May 012017

This is another way to quickly analyze nginx logs.  It will spit out the top 25 ip’s, domains, requests and some other data.  You may need to change the array value to match the format of your nginx logs.

It uses perl so it is very fast and takes just seconds to analyze hundreds of thousands of lines in a log file.  It can also be used for apache too or other column whitespaced logs.

Continue reading »

May 012017

I’ve wrote about this before in Using Sed to search between dates and offered a ad-hoc solution but the other day I came up with a much better solution using a little known option of ‘date’ command.  Using this new method, you just pass the time in minutes prior to current time.  I.e. if you want the last hour, you would simply type ‘./ 60’ and it will spit out the correctly formatted sed command like this:

$ ./ 60
sed -n '/01\/May\/2017\:07\:16\:15/,/01\/May\/2017\:08\:16\:15/ p'

Continue reading »

Feb 172016

This is a silly script but you would be surprised how many times a day I have to do this and no matter how many times I type the command, I always get it wrong (or more than likely I forget to escape something).  Its also interesting to note that the scripts I find silly are usually the ones that are the most popular on this site….so here it is.

Basically, if you copy and paste this script into a file and run it, it will give you the exact date and time in the sed command to run to search all lines in a log file from the previous hour to now and save it to another file.

Continue reading »

Oct 272013

This is a really simple fix which will block the user enumeration on a wordpress site (like the method by wpscan).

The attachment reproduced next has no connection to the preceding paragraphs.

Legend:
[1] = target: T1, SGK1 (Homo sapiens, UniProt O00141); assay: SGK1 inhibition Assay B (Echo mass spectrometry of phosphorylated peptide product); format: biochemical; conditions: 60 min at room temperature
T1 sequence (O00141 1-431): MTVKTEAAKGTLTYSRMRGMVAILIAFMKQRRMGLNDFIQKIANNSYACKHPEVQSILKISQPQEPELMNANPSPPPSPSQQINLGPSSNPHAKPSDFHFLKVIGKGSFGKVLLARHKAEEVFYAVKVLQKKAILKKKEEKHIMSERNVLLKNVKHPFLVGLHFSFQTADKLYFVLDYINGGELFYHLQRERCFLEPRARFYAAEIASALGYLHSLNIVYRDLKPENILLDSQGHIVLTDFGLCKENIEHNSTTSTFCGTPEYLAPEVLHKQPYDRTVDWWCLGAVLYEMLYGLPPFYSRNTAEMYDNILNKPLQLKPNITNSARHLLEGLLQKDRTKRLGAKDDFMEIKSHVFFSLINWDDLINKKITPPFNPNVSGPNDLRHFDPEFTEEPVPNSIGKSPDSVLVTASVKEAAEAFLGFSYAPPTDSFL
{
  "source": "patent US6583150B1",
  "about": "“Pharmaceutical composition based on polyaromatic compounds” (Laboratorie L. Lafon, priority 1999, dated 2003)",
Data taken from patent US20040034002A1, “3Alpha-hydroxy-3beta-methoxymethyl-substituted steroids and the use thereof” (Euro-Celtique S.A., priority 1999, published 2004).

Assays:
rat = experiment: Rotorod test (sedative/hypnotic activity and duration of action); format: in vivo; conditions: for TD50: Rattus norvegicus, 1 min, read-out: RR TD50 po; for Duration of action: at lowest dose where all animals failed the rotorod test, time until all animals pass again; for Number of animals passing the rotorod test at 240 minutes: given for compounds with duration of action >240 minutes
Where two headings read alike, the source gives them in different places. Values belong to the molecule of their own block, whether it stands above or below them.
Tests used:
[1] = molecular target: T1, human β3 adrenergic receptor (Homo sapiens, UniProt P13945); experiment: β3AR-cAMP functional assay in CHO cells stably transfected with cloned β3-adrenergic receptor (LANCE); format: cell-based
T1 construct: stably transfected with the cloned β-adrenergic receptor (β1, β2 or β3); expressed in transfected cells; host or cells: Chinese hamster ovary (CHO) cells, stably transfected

Before I get into this, I am very well aware of the IfIsEvil page on nginx wiki.  But it also says on this page, “The only 100% safe things which may be done inside if in location context are:  return and rewrite as the last statement in a location block”  With that in mind, we are going to use ONLY rewrite as the last statement in our location block.

Continue reading »

Apr 182013

Some of the posts I am seeing on the internet regarding the wordpress password crack via botnet is pretty funny as various people offer suggestions to fix the problem.  The quickest fix is simple and although it protects the wp-admin page, it wont protect you from the inbound traffic or sql injection.

Continue reading »

Mar 162013

So one thing you learn pretty quick once you move into the cloud, is that what you normally would do to stop bots, rogue traffic, hackers, etc doesn’t quit work…even at the packet level.  What I mean is this, you have a web server sitting behind an aws load balancer and its under attack.  You are running linux.  First thing you do is set up an iptables rule to drop connections from that ip address.  The problem is, iptables never sees that ip address.  Iptables can’t look into packets.  Instead, it sees the load balancer ip address.  The ip address of the user is hidden in the x-forward-for.  So first thing you need to do is enable x-forward-for logging in your web server.  I will use nginx as an example: